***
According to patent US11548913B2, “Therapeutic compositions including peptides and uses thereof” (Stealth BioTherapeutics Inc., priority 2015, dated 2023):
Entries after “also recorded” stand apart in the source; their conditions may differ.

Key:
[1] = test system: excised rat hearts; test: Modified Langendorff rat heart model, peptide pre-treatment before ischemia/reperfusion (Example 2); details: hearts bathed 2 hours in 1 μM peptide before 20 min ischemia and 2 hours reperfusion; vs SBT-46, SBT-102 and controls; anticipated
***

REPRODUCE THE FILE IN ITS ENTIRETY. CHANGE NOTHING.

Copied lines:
According to patent US11548913B2, “Therapeutic compositions including peptides and uses thereof” (Stealth BioTherapeutics Inc., priority 2015, dated 2023):
Entries after “also recorded” stand apart in the source; their conditions may differ.

Key:
[1] = test system: excised rat hearts; test: Modified Langendorff rat heart model, peptide pre-treatment before ischemia/reperfusion (Example 2); details: hearts bathed 2 hours in 1 μM peptide before 20 min ischemia and 2 hours reperfusion; vs SBT-46, SBT-102 and controls; anticipated